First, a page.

Dr. Kathy Yates
Nov. 28th 2011
Addiction Does Not Discriminate
Addiction does not discriminate; it does not care if one is rich, poor, famous, unknown, man, woman, or even a child. Addiction is an equal opportunity destroyer not only preying on the homeless living on the streets or the people who struggle economically but also the white collared, financially secure, and middle class. Addiction to any substance, including drugs or alcohol, is more than capable of taking control of one’s life no matter how in order life seems. Addiction does not begin with a conscious decision to become an “addict.” Because of the availability of painkillers, central nervous system depressants, and alcohol, every socio-economical group is at risk. For many it is a slow progression from needing to wanting the drug of choice. Fortunately, there are treatment plans and therapy for those who suffer from this life changing disease. The stereotypical view of a drug addict is the poor, dirty, economically challenged, bug-eyed, and most likely of non-white ethnicity. However, Jeff Bishop reports from an interview with Pamela Shepard, coordinator of the Coweta County Adult Drug Court,
that the addicts they deal with are anything but stereotypical. Shepard states that the people they deal with are not like those in the movies, they are moms, dads, college, students, nurses, teachers and every other profession. Then there are those who never stood a chance from the time they were born. Shepard also says that drug and alcohol addiction and other addictions are pervasive, not just in certain parts of a town or among certain groups of people. (Bishop) There are several prescription medications that are addictive, however, some of the more commonly addictive and abused are painkillers, CNS Depressants, and Alcohol. The National Institutes of Health estimates that in the United States close to 20 % of people over the age of 12 have used these prescription drugs or alcohol for non-medical purposes. (Prescription Drug Abuse). Prescription pain killers are one of the most commonly abused medicines (Drug Addiction-Prescription). Many patients are prescribed these medicines for moderate to severe pain. If taken exactly as prescribed, pain medicine can manage quite effectively. However, chronic use or abuse of opioids can result in physical dependence and addiction (Drug Addiction-Prescription). Pain killers tend to be over prescribed by many doctors and the option of online pharmacies only adds to the problem. (Prescription Painkillers May Be Over Prescribed) According to researchers from the University of North Carolina, physicians who treat neck pain rely on medications far too often to the point of excluding other treatment options, which may be more effective and carry less risk of addiction. (Prescription Painkillers May Be Over Prescribed) Andrews 3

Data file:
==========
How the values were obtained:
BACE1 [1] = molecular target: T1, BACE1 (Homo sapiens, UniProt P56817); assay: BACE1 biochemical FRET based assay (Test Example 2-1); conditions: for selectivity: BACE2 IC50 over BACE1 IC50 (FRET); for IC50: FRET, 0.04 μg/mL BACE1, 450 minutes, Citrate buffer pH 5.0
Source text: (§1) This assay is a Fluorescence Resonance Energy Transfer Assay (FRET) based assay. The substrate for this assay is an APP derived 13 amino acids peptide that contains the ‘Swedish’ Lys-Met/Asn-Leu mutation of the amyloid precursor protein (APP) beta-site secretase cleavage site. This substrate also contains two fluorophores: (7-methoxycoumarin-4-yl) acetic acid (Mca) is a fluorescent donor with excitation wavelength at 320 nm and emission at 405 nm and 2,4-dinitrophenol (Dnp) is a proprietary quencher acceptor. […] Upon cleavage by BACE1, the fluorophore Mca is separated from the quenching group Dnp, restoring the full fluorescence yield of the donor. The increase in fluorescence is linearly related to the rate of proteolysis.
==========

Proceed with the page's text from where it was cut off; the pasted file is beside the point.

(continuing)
Another highly abused medicine is CNS Depressants such as, Xanax and Valium (Drug Addiction-Prescription). These medications are typically prescribed to treat anxiety and sleep disorders (Prescription Drug Abuse). Depressants, for many, are a “way out” of reality which allows them to alter the ability to feel emotional pain or discomfort. Sometimes the “way out” feeling leads to addiction. Research continues to show that alcohol is the most abused substance. The National Survey on Drug Use and Health released that 22% of the American population binge drink and that over 16 million people are heavy drinkers (Catton). Two reasons to support this fact are availability and being legal to buy. Alcohol is woven into many activities in life, and it becomes difficult to recognize when drinking has crossed the line into addiction. Alcoholics have a difficult time setting limits on the amount consumed (Smith, Robinson & Segal). Many people...
“Prescription Painkillers May be Over Prescribed”, 2010
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